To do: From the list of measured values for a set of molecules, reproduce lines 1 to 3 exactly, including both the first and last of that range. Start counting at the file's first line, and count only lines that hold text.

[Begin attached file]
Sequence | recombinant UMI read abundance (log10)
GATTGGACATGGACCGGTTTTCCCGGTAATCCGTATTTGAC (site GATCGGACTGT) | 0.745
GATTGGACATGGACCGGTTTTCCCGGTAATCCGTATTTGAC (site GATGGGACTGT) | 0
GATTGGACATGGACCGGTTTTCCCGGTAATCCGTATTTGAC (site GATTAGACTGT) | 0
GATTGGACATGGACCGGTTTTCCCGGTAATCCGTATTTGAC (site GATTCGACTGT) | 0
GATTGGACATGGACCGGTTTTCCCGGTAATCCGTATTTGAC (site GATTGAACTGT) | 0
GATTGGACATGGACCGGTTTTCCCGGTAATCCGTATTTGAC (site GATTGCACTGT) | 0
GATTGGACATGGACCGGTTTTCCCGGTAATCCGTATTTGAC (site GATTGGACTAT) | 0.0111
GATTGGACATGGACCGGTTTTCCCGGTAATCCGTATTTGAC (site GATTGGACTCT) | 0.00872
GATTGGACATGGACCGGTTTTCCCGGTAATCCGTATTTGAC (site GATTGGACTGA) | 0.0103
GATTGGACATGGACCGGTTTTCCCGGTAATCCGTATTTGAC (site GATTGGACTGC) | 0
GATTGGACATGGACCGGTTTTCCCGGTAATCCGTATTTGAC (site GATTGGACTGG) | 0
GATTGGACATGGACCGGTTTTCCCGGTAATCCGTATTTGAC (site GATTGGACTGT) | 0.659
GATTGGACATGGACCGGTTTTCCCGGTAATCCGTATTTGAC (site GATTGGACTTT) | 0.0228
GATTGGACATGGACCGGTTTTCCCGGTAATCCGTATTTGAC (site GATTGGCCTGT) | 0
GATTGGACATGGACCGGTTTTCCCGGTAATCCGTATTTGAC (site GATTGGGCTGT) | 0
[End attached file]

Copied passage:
Sequence | recombinant UMI read abundance (log10)
GATTGGACATGGACCGGTTTTCCCGGTAATCCGTATTTGAC (site GATCGGACTGT) | 0.745
GATTGGACATGGACCGGTTTTCCCGGTAATCCGTATTTGAC (site GATGGGACTGT) | 0